success

Future of Work: What do Longer Lives Mean?

My grandparents were born not long after the Civil War and lived into their mid-60s to mid-70s. My parents and their siblings lived into their late-70s to mid-90s. The Boomers have made ‘60 the new 40′ and millennials are likely to see passing 100 years old as pretty routine.

Have you thought at all about what this means for business? For your own future?

I suspect many people have not. When I speak about longevity, current audiences are almost as likely as those 15 years ago to assume they will retire in their 60s. Investment companies regularly report that retirement savings are not adequate for living beyond 10-12 years of retirement.

A recent book, THE 100-YEAR LIFE: LIVING AND WORKING IN AN AGE OF LONGEVITY by Lynda Gratton and Andrew Scott, offers ideas and insights for our future. Businesses which begin to adapt now will have an advantage. Longer lives also mean different patterns of working and education. Yet most of us still build our business practices around some three-stage life notions of education in youth, 30-40 years of work, and then retirement.

The recent Great Recession brought some changes as more people worked into their late 60s and mid 70s. Retirees returned to the workplace in temporary, seasonal, and lower-skilled jobs. Today there are more people working past 55 and into their late 70s than at any time since before WWII.  But companies have not fundamentally changed their practices.

No-one can really save enough to retire for 30 – 40 years in a 35 – 45 year work life, especially now that pensions have become so rare. One of the early illustrations in the book is a scary look at this point. Someone born in the early 1970s, […]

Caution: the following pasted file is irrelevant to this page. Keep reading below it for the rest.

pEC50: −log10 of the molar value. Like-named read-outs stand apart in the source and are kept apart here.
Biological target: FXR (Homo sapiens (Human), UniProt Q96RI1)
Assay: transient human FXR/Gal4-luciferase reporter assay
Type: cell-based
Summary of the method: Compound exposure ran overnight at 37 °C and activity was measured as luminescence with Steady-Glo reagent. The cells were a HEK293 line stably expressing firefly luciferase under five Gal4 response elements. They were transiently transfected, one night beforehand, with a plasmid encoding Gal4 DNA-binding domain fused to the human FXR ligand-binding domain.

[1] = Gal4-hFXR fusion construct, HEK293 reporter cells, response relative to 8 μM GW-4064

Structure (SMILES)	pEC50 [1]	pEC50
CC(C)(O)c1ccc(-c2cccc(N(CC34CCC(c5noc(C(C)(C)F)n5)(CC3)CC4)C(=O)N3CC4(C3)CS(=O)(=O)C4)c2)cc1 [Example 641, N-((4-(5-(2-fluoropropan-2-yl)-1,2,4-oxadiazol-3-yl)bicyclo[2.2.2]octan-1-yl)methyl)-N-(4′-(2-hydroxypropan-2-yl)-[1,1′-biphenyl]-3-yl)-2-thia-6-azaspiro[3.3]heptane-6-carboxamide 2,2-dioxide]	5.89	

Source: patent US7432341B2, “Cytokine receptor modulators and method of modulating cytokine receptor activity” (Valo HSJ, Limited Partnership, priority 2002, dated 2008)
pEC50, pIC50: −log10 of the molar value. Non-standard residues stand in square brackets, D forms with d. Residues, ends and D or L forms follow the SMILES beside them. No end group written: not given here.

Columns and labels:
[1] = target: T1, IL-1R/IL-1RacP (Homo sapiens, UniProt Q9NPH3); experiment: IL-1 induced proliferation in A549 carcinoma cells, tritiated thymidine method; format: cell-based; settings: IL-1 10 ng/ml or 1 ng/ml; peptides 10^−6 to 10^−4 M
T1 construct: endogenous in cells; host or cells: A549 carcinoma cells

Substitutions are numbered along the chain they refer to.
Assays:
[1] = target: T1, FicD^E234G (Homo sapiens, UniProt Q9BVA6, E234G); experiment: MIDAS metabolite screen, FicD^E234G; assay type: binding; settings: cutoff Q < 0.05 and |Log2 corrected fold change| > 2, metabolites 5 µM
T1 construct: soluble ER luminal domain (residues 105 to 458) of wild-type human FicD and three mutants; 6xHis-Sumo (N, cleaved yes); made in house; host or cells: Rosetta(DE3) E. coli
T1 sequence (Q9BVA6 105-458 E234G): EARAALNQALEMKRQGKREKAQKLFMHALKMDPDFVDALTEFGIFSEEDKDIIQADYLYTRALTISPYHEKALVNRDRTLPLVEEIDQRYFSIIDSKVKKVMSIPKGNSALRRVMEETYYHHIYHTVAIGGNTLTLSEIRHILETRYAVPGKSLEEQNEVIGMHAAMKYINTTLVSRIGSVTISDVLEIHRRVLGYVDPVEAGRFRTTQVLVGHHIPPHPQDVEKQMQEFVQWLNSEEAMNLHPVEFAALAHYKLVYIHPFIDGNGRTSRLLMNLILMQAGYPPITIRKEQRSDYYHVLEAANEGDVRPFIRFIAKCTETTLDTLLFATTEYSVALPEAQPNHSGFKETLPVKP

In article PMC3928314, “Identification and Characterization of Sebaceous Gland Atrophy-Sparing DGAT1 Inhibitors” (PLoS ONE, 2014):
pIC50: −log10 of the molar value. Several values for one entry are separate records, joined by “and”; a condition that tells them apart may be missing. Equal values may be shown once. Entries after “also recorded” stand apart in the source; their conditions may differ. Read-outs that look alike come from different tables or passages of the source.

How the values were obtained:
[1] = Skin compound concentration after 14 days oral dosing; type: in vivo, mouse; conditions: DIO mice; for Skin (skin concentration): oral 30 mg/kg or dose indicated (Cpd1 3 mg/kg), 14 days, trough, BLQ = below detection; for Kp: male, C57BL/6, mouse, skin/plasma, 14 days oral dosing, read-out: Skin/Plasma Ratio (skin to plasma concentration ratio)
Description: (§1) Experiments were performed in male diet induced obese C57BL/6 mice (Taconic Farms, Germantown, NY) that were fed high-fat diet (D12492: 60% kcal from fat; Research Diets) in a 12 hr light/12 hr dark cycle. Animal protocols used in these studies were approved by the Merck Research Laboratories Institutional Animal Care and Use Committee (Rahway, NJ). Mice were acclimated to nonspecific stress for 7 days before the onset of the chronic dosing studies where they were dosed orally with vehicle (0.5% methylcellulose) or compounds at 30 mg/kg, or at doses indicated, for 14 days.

By |March 19th, 2018|culture, non-profits, Smart practices|Comments Off on Future of Work: What do Longer Lives Mean?

The Leader’s Role

Whatever your size and growth pattern, here is a quick summary of some of the most critical functions of an executive or founder.

From a McKinsey interview with Richard Bracken, CEO of HCA:
“I’m not fond of trying to sum up something as nuanced as leadership skills, but if I had to say what are some of the fundamental attributes of leadership that matter to me, the following would be high on my list.

First, the attitude of the organization toward change is established by the tone set at the top. For me, that means a continued statement, restatement, communication, and validation of the company’s mission and values, which includes reinforcing its culture. This is the CEO’s first and most important job and a clear requirement of leadership. As leaders, we must not only determine the appropriate strategic course but also define how we, as individuals and as an organization, will conduct ourselves.

Second, and most obvious, leaders must ensure the development and execution of a clear, well-communicated, and appropriately measured operating plan.

Third, effective leaders ensure that the right team, with the right values, is in place to execute the plan and can pivot appropriately when factors change.

Fourth, effective leaders show an intellectual flexibility that recognizes there are different ways to achieve goals and objectives within different environments. To me, it is important that environmental and market changes do not modify the company’s, or the executive’s, basic values.

And finally, I think a good leader is a problem solver. How an organization deals with problems, failures, and missed opportunities clearly defines an important aspect of its culture.”

Read the entire interview at http://www.mckinsey.com/Insights/Health_systems_and_services/Leading_in_the_21st_century_An_interview_with_HCA_CEO_Richard_Bracken